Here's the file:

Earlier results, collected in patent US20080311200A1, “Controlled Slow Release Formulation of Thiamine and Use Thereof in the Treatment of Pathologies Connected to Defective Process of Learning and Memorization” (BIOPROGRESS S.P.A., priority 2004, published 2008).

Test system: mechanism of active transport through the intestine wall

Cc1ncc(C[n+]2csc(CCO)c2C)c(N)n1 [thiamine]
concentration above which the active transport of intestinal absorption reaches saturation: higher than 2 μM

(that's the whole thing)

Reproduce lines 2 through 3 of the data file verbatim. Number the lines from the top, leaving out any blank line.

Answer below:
Test system: mechanism of active transport through the intestine wall

Cc1ncc(C[n+]2csc(CCO)c2C)c(N)n1 [thiamine]